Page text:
haleskarth: A purple flower. (Purple bouquet.)
I am honestly surprised that there is not an autistic-spectrum FONSFAQ for 3 Weeks for Dreamwidth, and I do not think I have the time or energy to host one myself.

I do, though, want to discuss how nonlinear thinking affects the way in which I write, and how the process of translating conceptual, vaguely verbal ideas into coherent written structures works, at least for me. In some ways, this applies to everyone; in others, it does not. Some people tend to be able to convert the ideas more quickly than others; for others, the translation time is quite slow, and there can sometimes be a significant "latency period."

When I have something to write, I start off with concepts that are connected in my mind, like "selfhood," "plurality," and "gender identity." (I use these examples, because that is the content of the paper I am working on, at least in a broader sense.) It is a whole being filled in with its parts: general to specific. The concepts are there; it is a matter of translation, reinterpretation, and conversion to change "Noëlese" to coherent, readable thoughts to share with others. The thoughts exist in cognitive groupings that make sense to me, and can be organised into an essay, but they would be more difficult to follow for someone other than me (or some of my headmates) unless I reorganise them. For instance, the paper that Kerry and I are writing has already been "finished," conceptually, in our head, but there has been a significant amount of "latency" involved.
The remainder is under this cut. )
haleskarth: A purple flower. (Default)
"I've heard mentions of neurodiversity and/or neural-generated and I wouldn't mind reading your viewpoints or thoughts on that subject. It's not an area I know a great deal about."

Neurodiversity is the concept that "atypical" forms of brain-wiring should be treated as valid and acceptable in society. This would apply to autistics, plurals, and other people whose brains do not work "typically." Ideologically, it is based on the same principles as ethnic and gender diversity: that is, it is not problematic, necessarily, to diverge from the norm. Rather than pathologising and labelling, we should understand those who experience things a bit differently to be full people, with rights, feelings, wishes, and wants, and the ability to achieve self-determination in society. Even if that difference causes significant struggles—in our case, this brain is autistic, and we also deal with significant anxiety and depression—that does not mean that the emphasis should be on stamping out differences, or curing "defective" and "faulty" people. Rather, it means that society should recognise those differences, and work round that which is difficult without ostracism or rancour.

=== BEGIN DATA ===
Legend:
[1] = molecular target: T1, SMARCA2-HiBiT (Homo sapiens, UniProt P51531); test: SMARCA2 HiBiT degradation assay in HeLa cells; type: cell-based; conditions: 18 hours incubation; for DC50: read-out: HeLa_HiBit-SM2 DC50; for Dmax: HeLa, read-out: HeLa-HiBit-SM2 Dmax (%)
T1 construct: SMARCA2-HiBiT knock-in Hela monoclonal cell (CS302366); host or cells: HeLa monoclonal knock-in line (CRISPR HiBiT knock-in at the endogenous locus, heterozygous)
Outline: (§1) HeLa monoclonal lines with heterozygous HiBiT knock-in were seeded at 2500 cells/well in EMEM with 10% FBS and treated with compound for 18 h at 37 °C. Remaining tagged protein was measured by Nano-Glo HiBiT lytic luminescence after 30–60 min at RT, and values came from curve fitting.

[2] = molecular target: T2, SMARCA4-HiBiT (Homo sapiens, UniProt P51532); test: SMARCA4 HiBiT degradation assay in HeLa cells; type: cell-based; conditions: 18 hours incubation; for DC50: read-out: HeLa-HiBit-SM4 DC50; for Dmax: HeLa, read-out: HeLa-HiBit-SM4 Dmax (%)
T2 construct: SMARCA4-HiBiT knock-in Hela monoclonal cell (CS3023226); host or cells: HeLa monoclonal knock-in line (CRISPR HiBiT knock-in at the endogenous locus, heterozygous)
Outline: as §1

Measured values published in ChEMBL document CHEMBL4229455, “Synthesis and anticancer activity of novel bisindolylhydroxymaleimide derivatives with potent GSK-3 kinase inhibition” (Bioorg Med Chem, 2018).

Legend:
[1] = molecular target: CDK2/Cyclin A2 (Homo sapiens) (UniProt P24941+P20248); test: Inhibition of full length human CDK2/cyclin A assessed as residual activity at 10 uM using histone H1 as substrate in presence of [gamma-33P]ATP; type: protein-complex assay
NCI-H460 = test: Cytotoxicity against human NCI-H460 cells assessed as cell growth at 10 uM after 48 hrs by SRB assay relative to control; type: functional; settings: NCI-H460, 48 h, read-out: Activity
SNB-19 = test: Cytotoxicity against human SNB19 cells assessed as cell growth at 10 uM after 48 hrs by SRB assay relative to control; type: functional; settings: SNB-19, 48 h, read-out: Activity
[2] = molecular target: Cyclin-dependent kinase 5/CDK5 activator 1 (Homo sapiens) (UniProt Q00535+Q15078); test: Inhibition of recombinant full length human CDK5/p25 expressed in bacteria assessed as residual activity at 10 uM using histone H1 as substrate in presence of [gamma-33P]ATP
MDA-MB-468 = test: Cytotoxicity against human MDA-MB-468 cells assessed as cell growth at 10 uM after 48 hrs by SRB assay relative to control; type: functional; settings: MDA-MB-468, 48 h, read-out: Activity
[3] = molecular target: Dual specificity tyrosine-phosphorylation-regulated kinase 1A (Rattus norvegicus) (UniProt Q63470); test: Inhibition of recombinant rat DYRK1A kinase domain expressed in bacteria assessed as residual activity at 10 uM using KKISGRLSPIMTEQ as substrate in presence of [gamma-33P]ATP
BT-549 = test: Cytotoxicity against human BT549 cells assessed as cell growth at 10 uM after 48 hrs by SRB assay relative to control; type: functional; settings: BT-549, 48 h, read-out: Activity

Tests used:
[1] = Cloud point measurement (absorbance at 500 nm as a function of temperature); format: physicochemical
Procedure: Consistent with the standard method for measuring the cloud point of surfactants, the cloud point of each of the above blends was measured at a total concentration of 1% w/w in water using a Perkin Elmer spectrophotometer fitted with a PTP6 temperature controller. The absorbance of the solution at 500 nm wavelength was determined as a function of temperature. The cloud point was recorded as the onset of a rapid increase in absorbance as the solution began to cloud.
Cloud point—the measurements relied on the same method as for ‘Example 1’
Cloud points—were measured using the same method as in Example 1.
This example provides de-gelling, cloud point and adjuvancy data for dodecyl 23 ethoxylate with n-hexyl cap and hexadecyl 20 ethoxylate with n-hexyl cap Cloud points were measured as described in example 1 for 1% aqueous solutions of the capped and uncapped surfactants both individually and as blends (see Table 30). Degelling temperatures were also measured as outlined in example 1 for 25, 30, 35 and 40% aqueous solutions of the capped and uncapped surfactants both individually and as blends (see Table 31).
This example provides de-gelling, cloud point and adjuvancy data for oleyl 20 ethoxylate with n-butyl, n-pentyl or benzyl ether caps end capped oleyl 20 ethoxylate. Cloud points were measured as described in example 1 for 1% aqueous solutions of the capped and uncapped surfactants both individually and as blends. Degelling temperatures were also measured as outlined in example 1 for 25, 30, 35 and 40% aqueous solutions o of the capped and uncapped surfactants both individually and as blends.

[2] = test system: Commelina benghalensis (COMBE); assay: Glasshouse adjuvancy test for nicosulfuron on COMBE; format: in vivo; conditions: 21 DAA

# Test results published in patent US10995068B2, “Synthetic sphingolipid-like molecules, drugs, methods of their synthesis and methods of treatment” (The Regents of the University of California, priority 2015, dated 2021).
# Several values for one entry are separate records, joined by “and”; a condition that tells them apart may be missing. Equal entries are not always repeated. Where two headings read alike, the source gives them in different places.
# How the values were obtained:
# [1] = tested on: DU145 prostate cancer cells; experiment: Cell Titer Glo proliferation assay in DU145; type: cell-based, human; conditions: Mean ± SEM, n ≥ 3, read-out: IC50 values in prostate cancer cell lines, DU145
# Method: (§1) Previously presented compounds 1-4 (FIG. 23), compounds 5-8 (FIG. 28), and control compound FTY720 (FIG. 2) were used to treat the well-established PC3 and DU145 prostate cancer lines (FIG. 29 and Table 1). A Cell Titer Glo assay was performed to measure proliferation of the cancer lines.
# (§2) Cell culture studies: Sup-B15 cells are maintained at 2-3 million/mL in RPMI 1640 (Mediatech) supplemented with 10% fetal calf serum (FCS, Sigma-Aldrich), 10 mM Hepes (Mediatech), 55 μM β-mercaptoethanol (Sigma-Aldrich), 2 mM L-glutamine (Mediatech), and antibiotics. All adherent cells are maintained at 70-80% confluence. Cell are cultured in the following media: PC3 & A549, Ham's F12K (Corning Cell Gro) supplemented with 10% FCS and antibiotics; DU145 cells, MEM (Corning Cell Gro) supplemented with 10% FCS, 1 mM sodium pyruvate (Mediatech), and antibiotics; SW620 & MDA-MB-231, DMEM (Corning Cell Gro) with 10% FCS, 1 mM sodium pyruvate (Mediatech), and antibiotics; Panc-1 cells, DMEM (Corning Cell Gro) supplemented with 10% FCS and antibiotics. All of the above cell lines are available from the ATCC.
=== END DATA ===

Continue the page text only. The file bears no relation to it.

Neurally generated plurality is, broadly, the concept of plurality being a neural concept, rather than something that is spiritual, theological, or anything similar. That is, the people in a plural system may have arisen through the development of separate sentient, conscious entities within a brain, rather than experiencing walk-ins, ghosts, or other spiritual experiences that people may view as being related to their plurality. I am...largely nonspiritual myself, and feel that I was "neurally generated." This does not make it impossible for people within such groups to have "fictives" or other similar group members: many of us view our form of plurality as being neurally generated, and some of us do have "outsourced" histories. An explanation for that may be "subconscious affinities," or the idea that the brain, for some reason, connected to a particular universe, and it was the story or background with which the person identifies. It is a matter of identity formation within the brain's subjective space, rather than explaining it through other methods. I do not believe that this is the explanation for all forms of plurality: I know that many of you see things differently, applying spiritual, trauma-based, or other philosophies to how your groups came into being.


haleskarth: A purple flower. (Default)

May 2011

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